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The Traditional Burial Rites In Some African Societies

By Chinelo Eze
06 September 2021   |   2:57 pm
Before Africa’s adoption of Western values in the modern era, the practice of burial rites followed traditional African precepts. Africa’s adoption of western values and customs comes through the inculcation of religious practices—Christianity and Islam. Even renowned statements such as “Remember you are dust and to dust shall you return”—often spoken during burial ceremonies—hints at…

The Traditional Burial Rites In Some African Societies

Before Africa’s adoption of Western values in the modern era, the practice of burial rites followed traditional African precepts.

Africa’s adoption of western values and customs comes through the inculcation of religious practices—Christianity and Islam.

Even renowned statements such as “Remember you are dust and to dust shall you return”—often spoken during burial ceremonies—hints at Africa’s inculcating of Western religion and values.

Nevertheless, before the coming of contemporary religion, Africans/Nigerians entrenched the traditional form of burial, which could involve evaluation or devaluation of the dead in the type of burial rites observed.

The common burial practices among the Igbos, and many other ethnic groups in Nigeria, are uniquely different. In this case, several features come to play, like ageism and authority.

In Igbo society, a man who has lived well to 90 years and over 100 years is given an accolade. If he was a traditionalist, such a funeral is sure to be consecrated by the presence of his spirit of their ancestors (masquerades).

Hence, the longevity of an individual often dictates the boisterous nature of burying the dead. The same culture sees it as a bad omen for a young person to die. For that reason, it is profanity to have the parents present at their young child’s funeral; thus, a solemn funeral takes effect.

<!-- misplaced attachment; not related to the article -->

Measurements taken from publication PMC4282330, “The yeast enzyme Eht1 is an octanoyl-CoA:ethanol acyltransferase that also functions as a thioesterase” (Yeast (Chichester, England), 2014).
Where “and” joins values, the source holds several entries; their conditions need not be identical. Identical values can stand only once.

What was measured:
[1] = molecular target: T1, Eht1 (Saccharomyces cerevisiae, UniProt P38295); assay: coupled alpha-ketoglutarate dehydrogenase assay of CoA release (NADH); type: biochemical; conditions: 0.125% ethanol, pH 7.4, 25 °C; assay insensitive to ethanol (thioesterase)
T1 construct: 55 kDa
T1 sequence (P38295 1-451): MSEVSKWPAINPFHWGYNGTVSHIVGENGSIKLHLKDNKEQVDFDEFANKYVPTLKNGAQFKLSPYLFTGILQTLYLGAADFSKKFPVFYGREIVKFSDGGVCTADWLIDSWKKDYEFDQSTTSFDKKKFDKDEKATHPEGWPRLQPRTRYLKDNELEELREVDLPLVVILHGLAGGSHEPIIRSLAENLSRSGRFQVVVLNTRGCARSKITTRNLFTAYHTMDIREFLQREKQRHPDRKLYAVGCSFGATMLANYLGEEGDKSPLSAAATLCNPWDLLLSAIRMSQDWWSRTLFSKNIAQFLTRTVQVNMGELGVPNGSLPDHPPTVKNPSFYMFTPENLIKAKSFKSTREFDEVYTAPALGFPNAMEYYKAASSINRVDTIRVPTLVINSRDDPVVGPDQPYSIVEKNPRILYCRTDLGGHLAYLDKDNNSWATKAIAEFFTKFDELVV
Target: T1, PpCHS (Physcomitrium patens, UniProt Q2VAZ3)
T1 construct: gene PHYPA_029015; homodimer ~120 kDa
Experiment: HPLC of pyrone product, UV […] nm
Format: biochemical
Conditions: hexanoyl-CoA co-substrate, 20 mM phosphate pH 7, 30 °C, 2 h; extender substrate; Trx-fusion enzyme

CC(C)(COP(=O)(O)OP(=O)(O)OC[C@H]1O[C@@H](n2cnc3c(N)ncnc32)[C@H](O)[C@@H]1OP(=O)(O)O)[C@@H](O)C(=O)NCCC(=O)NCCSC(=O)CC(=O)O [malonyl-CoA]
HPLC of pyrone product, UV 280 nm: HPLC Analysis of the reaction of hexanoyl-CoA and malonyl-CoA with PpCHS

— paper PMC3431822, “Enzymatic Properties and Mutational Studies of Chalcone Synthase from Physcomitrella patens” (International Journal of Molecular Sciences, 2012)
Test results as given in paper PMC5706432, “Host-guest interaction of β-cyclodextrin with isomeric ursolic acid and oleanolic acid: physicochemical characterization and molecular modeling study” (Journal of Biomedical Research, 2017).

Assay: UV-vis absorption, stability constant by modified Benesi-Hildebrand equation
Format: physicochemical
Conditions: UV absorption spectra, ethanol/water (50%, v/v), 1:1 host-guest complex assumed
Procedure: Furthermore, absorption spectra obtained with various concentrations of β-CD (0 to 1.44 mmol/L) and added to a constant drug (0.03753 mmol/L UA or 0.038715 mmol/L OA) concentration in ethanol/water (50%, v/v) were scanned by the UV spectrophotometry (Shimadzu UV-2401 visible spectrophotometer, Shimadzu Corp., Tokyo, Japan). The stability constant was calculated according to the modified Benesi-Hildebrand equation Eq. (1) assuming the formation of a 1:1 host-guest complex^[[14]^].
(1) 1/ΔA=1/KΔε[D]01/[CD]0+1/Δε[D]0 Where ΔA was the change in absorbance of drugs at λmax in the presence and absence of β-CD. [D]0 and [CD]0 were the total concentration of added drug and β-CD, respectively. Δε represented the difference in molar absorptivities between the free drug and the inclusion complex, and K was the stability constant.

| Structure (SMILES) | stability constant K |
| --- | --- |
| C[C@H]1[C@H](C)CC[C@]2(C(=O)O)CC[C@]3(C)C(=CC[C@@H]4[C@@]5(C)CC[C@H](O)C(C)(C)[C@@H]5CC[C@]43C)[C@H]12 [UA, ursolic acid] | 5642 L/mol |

Another common practice of burial rites involves walking for the dead. It is a public display of loss by family and friends.

This is done by holding a picture of the deceased by a family member or friend and walking around the vicinity to announce the transition of their loved one.

Regardless of life’s futility, in death one would think that the social status comes to an end, apparently, it does not.

Unearthing the depiction of burial rites could be seen through the work of Professor Wole Soyinka in “Death and the King’s Horseman”, where intricacies of burying the dead are displayed and one is to be slain to accompany the dead in his transition.

Such is a practice in many other cultures of indigenous tribes evidently from the elaborate display seen at funerals when burying such prestigious traditional rulers like kings and traditional pillars of the community who lived up to a fulfilling age.

Again, “Death and the King’s Horseman” encapsulates the social status in burials where the wealthy are given special treatment to ease the journey of the departed, therefore, this heightens the practice of burying slaves with their kings, for instance, in Ile Ife.

As such, the king’s horseman is groomed for this particular role as seen in the work and also in African cosmogony of death and transition.

There are lots of intricate details to be adhered to when burying the dead in some African societies following the norms and conducts of the people. In the not-so-glamorous customs are the subjugation of women to drink the bathwater of their late husbands to prove their innocence, which has since fuelled the narrative that implies a man cannot die if not having been killed by his wife.

Another is the shaving off of her crown as an outward deed of her mourning her husband. These acts of sacredness are all aimed towards respecting the memories of the dead, though some are vicious to think of.

It cannot be overemphasized that many practices are modified to suit different communities, hence the multiplicity of variations in norms.

In that regard, some communities do not just bury the dead and want to forget them in a hurry. As such, in some Igbo communities, they honour their dead for a month and/or two weeks after their burial through the solemn traditional rites of Nkpo Nala (a gun salute to the dead).

This gun salute is done at the funerals of the old and famous. The number of shots due the deceased depends on the social standing of the individual in society.

To reiterate, these norms vary from one society or community to another therefore, it is an African tradition to not bury the dead away from their land of ancestry, but sometimes, the rules may not apply.

In the African worldview, death is not the end, but a glorious beginning to join the ancestors. It is a belief that gives solace to hearts pinning in pain after the demise of a loved one.

There are lots of sentimental and traditional approaches towards burying the dead, which keeps modifying from time to time like the days of wearing black coloured clothing as a symbol of mourning being replaced with white colour.

To conclude, there are philosophical reasons that guide the norms of burying the dead in different societies. In the Western world, cremation is an acceptable burial culture. However, this might prove to be dismissive of one’s loved in the culture of a typical African community.

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